As summarized in the letter of May 25th, the "Purchase Order and Contract" set forth an agreement for 380,000 dry metric tons of coal to be shipped over a 12-month period in 40,000-ton installments, payment to be made by irrevocable confirmed letter of credit to be opened by the end of June 1979. The second document relied on by East Europe as satisfying the statute of frauds is Island Creek's response to East Europe's "Purchase Order and Contract," contained in a telex dated June 4, 1979.
That telex states, in pertinent part:
"We have received your proposed contract form which was in much more detail than was agreed on. In our proposal we made an offer of 40,000 metric tons at a price of $49.40 per metric ton. The $49.40 metric ton price is based on an 8-9 percent moisture content and not on dry metric ton basis content and this was firm for this individual shipment only. We do represent ash, sulfur, volatile matter on dry basis.
"In our correspondence, we indicated that after the test shipment is used at the plant and if it is satisfactory, we would then work out details to supply 400,000 metric tons of similar coal. Any future tonnage will be subject to railroad escalation during the term of time period we agreed to. Regarding loading of vessels, we will not accept vessel demurrage and this was not discussed.
"Your proposed contract is being reviewed by our legal department. However, there is much on this we did not discuss. If you desire, we will submit an agreement in the form that we understood we agreed to."
Island Creek argues that East Europe's Purchase Order is clearly insufficient to satisfy the statute of frauds, because the document is not a writing signed by Island Creek. Moreover, according to Island Creek, the June 4th telex, which was signed by Island Creek, is plainly a rejection of the terms set forth in the Purchase Order, and does not reflect an agreement to the terms of the contract alleged in East Europe's complaint. East Europe acknowledges that the May 23rd Purchase Order is not signed by Island Creek, but invokes the provisions of N.Y.U.C.C. § 2-201(2) as obviating the need for Island Creek's written agreement. That section provides:
"Between merchants if within a reasonable time a writing in confirmation of the contract and sufficient against the sender is received and the party receiving it has reason to know its contents, it satisfies the requirements of subsection (1) [of the statute of frauds] against such party unless written notice of objection to its contents is given within ten days after it is received."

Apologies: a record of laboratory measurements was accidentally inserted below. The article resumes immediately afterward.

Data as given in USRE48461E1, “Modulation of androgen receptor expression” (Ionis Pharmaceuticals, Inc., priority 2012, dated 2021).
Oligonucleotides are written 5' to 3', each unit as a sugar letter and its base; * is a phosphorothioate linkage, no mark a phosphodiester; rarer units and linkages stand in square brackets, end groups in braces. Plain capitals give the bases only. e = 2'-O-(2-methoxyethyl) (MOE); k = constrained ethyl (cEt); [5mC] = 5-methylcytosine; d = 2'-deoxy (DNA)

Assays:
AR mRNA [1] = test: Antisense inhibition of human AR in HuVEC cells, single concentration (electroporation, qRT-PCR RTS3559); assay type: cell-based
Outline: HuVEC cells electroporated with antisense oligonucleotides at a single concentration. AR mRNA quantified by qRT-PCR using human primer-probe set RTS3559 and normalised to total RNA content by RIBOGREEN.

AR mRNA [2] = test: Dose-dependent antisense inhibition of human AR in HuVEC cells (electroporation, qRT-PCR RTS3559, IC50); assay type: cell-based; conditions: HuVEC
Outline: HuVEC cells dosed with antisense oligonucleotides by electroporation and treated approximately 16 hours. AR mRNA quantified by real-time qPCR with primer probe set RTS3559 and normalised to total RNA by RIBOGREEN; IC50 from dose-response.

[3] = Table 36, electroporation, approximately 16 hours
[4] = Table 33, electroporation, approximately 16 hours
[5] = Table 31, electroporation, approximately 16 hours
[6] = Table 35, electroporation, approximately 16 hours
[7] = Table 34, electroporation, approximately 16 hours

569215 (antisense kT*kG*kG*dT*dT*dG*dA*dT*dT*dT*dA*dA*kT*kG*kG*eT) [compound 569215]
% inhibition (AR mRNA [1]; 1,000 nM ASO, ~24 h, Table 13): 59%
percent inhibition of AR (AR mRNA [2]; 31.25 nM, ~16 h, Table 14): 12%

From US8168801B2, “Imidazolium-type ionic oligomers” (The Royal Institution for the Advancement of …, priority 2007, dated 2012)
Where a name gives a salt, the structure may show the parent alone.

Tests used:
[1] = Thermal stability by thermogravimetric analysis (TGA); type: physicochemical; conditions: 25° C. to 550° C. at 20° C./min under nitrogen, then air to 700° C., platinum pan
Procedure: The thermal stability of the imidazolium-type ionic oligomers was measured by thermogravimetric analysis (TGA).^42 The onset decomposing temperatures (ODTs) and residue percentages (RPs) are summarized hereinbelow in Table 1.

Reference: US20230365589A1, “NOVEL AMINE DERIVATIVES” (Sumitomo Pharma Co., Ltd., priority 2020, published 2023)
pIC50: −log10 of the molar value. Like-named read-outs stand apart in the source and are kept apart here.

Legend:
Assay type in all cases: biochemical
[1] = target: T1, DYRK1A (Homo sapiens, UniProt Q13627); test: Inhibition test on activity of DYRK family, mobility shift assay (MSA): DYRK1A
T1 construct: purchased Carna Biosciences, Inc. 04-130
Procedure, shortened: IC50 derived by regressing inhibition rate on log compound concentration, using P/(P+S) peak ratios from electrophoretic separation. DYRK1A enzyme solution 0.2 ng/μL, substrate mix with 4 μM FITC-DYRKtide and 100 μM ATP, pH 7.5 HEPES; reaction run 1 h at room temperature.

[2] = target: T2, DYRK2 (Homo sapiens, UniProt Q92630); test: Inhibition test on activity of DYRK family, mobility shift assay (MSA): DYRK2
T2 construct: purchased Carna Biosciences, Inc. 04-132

Clearly, Island Creek sent its June 4th telex within ten days of its receipt, on May 29th, of the proposed Purchase Order and Contract. East Europe nevertheless argues that the June 4th telex did not constitute an adequate notice of objection under N.Y.U.C.C. § 2-201(2). Instead, East Europe argues, the June 4th telex concedes the existence of a contract to supply coal, and merely proposes additional terms to be added to the contract.
East Europe's argument is unpersuasive. East Europe relies primarily upon Leonard Pevar Co. v. Evans Products Co., 524 F. Supp. 546 (D. Del. 1981), and Marlene Industries Corp. v. Carnac Textiles, Inc., 45 N.Y.2d 327, 408 N.Y.S.2d 410, 380 N.E.2d 239 (1978), neither of which supports East Europe's position. Both cases involve a "battle of the forms" situation not presented by the facts of the instant case. In both Pevar and Marlene the seller, in response to a written purchase order sent by the buyer, sent the buyer an acknowledgement containing boilerplate language which added additional terms not set forth in the buyer's purchase order. Because the seller's response was in essence an acknowledgement rather than a rejection, the Pevar and Marlene courts held that the writings satisfied the statute of frauds and that the effect of the additional terms contained in the acknowledgement should ...